Ericsson solar-plus-storage microgrid to power Texas 5G station


Telecommunications company Ericsson turned a new page in its sustainability book after debuting the first phase of a telecom tower microgrid, which uses a 2.4 kW solar array plus 14.4 kWh battery storage at a 5G center in Plano, Texas.

An Ericsson spokeswoman told pv magazine USA that the company is using six bifacial 400 W solar panels assembled with three company-supplied lithium-ion battery packs on a corporate facility rooftop. Using ample eight to nine hours of north Texas sunlight, the site is capable of operating off-grid for up to 24 hours, she said.

The 5G site includes an ultra-lightweight mid-band Massive MIMO AIR 6419, RAN Processor 6651, which transmit high-speed wireless phone services, along with an enclosure which comprises the company’s Solar shelf 6670 paired with lithium-ion Batteries 6612, and energy management controller 6610 for hybrid energy operation.

“Ericsson’s smart site solutions for hybrid energy sources are designed to help operators control costs and increase profitability – especially in rural or remote areas or private networks, where traffic volumes are lower and power consumption needs to be especially efficient,” said Ed Gubbins, principal analyst at Global Data. “Using a variety of tools to increase energy efficiency and sustainability – including solar power, lithium-ion batteries, and advanced software features – can be helpful for improving operator profitability.”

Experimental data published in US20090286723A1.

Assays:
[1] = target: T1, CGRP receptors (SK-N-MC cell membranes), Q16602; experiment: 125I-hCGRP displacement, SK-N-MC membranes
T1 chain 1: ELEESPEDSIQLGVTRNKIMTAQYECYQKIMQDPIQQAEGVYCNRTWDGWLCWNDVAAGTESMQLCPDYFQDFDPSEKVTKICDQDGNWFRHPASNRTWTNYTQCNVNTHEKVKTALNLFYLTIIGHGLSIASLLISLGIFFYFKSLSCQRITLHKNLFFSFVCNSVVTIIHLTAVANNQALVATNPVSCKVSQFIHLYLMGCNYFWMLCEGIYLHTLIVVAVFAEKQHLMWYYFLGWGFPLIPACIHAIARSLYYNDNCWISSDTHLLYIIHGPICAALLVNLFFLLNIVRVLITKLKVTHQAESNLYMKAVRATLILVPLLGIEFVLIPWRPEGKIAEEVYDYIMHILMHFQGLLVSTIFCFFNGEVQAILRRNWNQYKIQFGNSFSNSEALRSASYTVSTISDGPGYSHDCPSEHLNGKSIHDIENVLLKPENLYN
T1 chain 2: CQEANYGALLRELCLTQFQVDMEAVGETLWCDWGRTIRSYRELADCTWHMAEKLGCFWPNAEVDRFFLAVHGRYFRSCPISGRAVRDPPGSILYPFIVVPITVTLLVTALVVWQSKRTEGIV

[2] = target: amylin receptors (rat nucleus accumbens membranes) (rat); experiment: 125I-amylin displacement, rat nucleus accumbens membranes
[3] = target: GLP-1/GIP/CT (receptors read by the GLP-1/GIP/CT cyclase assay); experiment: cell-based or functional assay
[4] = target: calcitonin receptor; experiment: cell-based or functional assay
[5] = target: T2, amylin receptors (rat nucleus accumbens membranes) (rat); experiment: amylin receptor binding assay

Additional features of the telecom microgrid include load shifting, peak shaving, and demand response, which enables the site to effectively utilize batteries when electricity rates are high and recharge the batteries when electricity rates are lower. This power dynamic strategy allows for multiple daily cycles, ensuring optimal cost efficiency by taking advantage of the most favorable electricity prices.

The second phase of the Plano, Texas 5G project will involve deploying additional clean energy resources, such as hydrogen-based generators, as an alternative to on-site diesel generators. It will also explore interoperability with power grid vendors, using other local energy generation and consumption to sell back to the grid with net metering.

Network operators under the Ericsson Network Manager framework can utilize the Plano site’s policy-based Battery Saver, where the users can switch off specified radio frequencies to reduce daily energy consumption and meanwhile increasing network resiliency.

The Plano telecom microgrid has the potential to serve as a demonstration for trial radio hardware and software solutions that improve energy efficiency in conjunction with smart-site solutions. The project could be used by utility companies in areas such as grid frequency, voltage regulation, and demand response energy trading.

Ericsson debuted the Texas microgrid with a three-minute video clip overview of the facility:

In 2022, Ericsson’s Net Zero report titled “Breaking the Energy Curve” detailed plans for the expansion of distributed energy solutions such as solar and energy storage systems to offset energy costs and reduce operating expenses of high density networking operations such as in Plano, Texas.  The multinational company has set a goal of its operations becoming net zero by 2040, with the first step of reducing 50% of emissions across its network upgrading to 5G by 2030. The company’s research shows global mobile networks use 0.6% of global electricity usage.

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